Paul Krugman had no mercy on First Daughter Ivanka Trump. Then again, why should he? She went after Alexandria Ocasio-Cortez using a massive dose of ignorance that left unchallenged further erodes the ignorance of even more Americans.
Recently Fox News interviewed Ivanka. She attempted to malign the Green New Deal by attacking the job guarantee in the framework.
"I don't think most Americans, in their heart, want to be given something," Trump told Fox News. "I have spent a lot of time traveling around this country over the last four years. People want to work for what they get. So I think this idea of a guaranteed minimum is not something most people want. They want the ability to be able to secure a job. They want the ability to live in a country where there is the potential for upward mobility."
Paul Krugman in his must-read article "Socialism and the Self-Made Woman" took exception.
O.K., this was
world-classlack of self-awareness: It doesn’t get much better than being lectured on self-reliance by an heiress whose business strategy involves trading on her father’s name. But let’s go beyond the personal here. We know a lot about upward mobility in different countries, and the facts are not what Republicans want to hear.
The key observation, based on a growing body of research, is that when it comes to upward social mobility, the U.S. is truly exceptional — that is, it performs exceptionally badly. Americans whose parents have low incomes are more likely to have low incomes themselves, and less likely to make it into the middle or upper class, than their counterparts in other advanced countries. And those who are born affluent are, correspondingly, more likely to keep their status.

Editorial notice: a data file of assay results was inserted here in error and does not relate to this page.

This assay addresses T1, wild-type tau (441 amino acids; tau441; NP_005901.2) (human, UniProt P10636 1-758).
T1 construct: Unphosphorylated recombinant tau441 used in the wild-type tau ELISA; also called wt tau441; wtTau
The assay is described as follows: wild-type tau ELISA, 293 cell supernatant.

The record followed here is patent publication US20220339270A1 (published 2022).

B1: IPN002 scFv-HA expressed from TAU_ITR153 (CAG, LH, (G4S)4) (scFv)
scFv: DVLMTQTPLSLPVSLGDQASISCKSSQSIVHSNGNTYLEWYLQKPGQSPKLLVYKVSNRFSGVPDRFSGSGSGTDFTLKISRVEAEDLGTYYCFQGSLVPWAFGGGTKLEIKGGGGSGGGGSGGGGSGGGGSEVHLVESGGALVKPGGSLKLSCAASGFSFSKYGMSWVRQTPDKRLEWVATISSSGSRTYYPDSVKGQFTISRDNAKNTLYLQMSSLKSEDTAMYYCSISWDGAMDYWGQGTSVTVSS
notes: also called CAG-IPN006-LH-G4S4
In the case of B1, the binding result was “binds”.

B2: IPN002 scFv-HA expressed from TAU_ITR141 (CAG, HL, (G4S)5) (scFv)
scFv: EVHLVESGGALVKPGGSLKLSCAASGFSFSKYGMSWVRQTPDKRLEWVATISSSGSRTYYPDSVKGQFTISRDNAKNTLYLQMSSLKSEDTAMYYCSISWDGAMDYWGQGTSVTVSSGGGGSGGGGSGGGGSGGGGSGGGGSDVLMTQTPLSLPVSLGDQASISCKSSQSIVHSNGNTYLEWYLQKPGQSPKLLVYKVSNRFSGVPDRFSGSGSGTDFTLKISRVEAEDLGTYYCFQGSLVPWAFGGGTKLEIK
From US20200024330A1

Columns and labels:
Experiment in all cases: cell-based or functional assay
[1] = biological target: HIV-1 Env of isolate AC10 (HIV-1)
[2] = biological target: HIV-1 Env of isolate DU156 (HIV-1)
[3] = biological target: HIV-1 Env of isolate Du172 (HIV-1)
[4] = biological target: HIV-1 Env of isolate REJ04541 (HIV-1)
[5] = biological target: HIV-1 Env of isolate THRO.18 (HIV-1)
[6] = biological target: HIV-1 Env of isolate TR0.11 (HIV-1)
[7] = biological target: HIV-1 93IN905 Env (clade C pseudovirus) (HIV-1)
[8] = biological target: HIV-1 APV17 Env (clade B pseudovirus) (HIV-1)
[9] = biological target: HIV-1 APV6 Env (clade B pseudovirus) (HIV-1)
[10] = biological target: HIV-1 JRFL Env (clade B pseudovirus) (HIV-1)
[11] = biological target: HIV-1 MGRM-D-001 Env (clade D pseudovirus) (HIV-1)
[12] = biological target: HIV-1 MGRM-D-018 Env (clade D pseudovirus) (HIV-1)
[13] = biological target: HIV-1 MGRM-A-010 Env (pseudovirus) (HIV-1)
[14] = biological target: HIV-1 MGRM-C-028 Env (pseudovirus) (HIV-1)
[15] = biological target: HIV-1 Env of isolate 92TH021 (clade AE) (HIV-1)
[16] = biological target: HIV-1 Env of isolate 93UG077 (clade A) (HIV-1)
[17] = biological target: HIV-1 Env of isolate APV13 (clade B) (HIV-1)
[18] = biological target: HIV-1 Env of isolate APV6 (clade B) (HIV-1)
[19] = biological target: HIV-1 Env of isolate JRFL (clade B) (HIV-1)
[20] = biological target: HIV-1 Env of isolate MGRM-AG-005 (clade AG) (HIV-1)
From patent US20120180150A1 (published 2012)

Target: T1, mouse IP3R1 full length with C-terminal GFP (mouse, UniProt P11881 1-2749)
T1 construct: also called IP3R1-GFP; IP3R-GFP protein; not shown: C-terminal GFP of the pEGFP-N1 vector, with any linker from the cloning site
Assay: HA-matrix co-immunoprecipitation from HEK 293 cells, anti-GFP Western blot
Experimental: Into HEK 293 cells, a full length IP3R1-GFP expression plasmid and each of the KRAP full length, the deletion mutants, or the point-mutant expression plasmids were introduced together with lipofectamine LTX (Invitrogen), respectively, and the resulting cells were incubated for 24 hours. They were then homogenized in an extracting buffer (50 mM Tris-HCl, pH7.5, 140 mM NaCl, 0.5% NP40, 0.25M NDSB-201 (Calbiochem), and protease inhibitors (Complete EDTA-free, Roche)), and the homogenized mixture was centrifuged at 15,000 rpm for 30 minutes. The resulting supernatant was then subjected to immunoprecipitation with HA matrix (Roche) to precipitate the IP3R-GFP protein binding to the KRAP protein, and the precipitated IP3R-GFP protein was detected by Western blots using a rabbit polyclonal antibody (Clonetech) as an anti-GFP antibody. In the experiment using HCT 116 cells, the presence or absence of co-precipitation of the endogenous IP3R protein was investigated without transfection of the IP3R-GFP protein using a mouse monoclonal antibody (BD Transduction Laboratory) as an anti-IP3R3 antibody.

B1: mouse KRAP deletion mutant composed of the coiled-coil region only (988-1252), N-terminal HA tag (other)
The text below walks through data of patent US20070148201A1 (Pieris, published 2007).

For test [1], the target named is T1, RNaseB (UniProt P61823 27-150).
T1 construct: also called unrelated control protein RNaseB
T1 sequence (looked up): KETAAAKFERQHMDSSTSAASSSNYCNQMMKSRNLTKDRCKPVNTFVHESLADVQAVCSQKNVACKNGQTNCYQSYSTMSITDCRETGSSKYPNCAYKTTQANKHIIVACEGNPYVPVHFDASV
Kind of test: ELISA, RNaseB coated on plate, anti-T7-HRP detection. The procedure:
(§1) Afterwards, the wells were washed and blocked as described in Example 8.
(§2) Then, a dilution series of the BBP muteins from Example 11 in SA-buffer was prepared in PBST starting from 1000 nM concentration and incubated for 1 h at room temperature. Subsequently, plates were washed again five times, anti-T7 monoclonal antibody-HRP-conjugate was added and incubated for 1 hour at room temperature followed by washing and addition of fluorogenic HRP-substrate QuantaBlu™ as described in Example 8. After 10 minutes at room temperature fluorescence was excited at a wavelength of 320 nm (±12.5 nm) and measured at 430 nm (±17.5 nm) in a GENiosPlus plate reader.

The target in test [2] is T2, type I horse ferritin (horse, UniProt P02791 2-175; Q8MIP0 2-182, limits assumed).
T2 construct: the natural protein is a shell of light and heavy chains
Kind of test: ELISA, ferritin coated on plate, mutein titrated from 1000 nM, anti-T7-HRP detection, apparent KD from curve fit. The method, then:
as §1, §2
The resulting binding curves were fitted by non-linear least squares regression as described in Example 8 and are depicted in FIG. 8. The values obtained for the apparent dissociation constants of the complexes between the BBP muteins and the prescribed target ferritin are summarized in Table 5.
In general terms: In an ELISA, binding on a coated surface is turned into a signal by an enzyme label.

Now, this isn’t the way we like to see ourselves. In fact, there’s a curious disconnect between reality and perception: Americans are much more likely than Europeans to imagine that their society is marked by high social mobility, when the reality is that we have considerably less of it than they do.
As Republicans attempt to scare Americans away from policies that benefit them by creating an irrational fear of the word socialism Krugman has a lesson they would do well to learn.\
Where do people from poor or modest backgrounds have the best chance of getting ahead? The answer is that Scandinavia leads the rankings, although Canada also does well. And here’s the thing: The Nordic countries don’t just have low inequality, they also have much bigger governments, much more extensive social safety nets, than we do. In other words, they have what Republicans denounce as “socialism” (it really isn’t, but never mind).
And the association between “socialism” and social mobility isn’t an accident. On the contrary, it’s exactly what you would expect.
Americans would do well to disregard the rhetoric coming from Republicans and start doing their own research. Most Progressives pushing critical social programs like Medicare for All, Pay-it-forward college, family leave, and student debt forgiveness understand that these policies lead to upward mobility and success and not a sense of dependency nor entitlement.